Monaco Selects IN Groupe for National Identity System - Identity Review - Identity Review | Global Tech Think Tank

Monaco, by way of its digital transition program Extended Monaco, has been on the prowl to deploy a national digital identity scheme of its own after already producing its very own 5G network and an e-Healthworld. Recently, however, the microstate announced that they selected IN Groupe, a secure digital services company, as their technological partner to help design and implement a digitized integrated identity system. Electronic ID cards, biometric passports, and residence permits will be deployed to its almost 39,000 citizens starting in the first half of 2021.

IN Groupe, as a partner to implement biometrically-based digital identities, prides itself on lending a hand for sovereign countries to carry out a fundamental right—the right, they contend, for citizens “to be themselves.”

An e-ID Inside of an e-ID

Though a microstate, Monaco is no less a standing member of the European Union, who has their own digitized identification system, eIDAS (electronic identification and trust services). Monaco and IN Groupe’s identity system will not interfere—in fact, the technology is suspected to align with the European regulations of eIDAS and anticipates digital interoperability with other electronic identification services.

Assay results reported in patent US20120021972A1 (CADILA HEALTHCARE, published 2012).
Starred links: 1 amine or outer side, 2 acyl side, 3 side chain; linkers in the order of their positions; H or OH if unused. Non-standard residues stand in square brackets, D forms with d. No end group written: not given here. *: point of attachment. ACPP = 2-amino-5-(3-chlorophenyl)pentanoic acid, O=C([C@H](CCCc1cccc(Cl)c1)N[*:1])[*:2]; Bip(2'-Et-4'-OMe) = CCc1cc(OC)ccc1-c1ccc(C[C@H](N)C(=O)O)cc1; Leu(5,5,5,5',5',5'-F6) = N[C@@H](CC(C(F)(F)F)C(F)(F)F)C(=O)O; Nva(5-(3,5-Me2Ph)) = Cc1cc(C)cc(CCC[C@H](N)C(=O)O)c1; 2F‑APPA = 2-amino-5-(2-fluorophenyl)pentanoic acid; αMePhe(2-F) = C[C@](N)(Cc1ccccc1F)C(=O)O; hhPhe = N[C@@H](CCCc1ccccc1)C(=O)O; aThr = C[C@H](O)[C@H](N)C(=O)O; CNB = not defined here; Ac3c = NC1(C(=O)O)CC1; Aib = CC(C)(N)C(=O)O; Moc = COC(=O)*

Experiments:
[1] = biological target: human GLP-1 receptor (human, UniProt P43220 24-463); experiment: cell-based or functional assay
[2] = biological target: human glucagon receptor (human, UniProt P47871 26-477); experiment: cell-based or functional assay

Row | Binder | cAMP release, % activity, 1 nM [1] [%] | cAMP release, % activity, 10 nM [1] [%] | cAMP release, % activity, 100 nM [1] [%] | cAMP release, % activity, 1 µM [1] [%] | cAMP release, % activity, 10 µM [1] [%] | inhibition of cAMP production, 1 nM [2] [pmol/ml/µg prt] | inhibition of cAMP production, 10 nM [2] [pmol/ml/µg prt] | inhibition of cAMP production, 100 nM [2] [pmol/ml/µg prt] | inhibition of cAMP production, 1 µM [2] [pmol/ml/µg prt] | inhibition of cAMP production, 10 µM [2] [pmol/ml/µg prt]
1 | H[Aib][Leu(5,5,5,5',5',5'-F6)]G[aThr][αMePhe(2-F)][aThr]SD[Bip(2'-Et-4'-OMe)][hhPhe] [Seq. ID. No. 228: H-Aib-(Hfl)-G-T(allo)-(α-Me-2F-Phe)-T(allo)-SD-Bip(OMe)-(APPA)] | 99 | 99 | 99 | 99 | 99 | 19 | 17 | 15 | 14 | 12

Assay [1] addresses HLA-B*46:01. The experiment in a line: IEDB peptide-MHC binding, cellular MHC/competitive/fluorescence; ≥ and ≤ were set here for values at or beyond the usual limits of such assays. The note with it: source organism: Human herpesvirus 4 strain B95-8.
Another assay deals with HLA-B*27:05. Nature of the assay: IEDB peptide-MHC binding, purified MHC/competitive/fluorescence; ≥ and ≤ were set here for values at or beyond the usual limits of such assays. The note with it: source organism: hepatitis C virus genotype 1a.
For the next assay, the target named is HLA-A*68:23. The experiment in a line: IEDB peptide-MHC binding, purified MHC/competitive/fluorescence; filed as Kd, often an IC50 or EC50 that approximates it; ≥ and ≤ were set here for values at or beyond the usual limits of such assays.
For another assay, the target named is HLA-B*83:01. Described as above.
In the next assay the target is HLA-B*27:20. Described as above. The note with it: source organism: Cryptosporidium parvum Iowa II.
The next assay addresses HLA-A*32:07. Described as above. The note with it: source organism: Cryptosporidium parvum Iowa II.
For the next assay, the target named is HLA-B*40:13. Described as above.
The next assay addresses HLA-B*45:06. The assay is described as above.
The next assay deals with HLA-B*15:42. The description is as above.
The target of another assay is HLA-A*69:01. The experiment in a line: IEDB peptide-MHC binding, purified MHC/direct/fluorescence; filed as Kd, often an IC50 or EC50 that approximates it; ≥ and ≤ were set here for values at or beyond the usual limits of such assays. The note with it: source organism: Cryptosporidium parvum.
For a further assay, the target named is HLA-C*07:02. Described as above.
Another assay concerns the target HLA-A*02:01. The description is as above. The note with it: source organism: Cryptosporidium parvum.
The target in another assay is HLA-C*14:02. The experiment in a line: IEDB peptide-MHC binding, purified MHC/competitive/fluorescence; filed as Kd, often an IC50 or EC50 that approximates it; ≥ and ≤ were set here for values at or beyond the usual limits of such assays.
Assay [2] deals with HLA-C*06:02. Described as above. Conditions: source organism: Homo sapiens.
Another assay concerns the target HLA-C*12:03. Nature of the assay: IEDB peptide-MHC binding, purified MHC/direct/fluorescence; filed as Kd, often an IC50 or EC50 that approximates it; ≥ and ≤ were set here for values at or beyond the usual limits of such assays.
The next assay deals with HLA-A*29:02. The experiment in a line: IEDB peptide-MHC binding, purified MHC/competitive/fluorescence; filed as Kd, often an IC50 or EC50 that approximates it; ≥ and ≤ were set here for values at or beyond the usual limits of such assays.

The program intends to also use standard protocols, OSIA and OIDC as it pertains to open ID connect. 

Marked Benefits

Data protection and privacy are of utmost import to the Principality of Monaco and its sovereign prince. Monaco and IN Groupe’s new identity documents seek to forge a stronger—and more closely-tied— relationship between the government and its citizens with these base values in mind.

To obtain the technology on mobile devices, there are two requisites. A qualified signature, firstly, and the notification that the individual approved the link between their current, physical government identity and their digitized one. Citizens will be able to also request renewal of their identification as it updates, a forward-thinking feature as the principality delves deeper in the digital domain.

The technology offers a progreessive range of services, from producing online sworn statements and the paperless signing of contracts to obtaining birth certificates from City Hall’s one-stop-shop single sign-on site. Accessibility and innovation are at the heart of this partnership and incumbent identity technology.


Olivia Baker is a Tech Innovation Fellow at Identity Review from Columbia University, where she writes on tech policy and national digital identity technologies.

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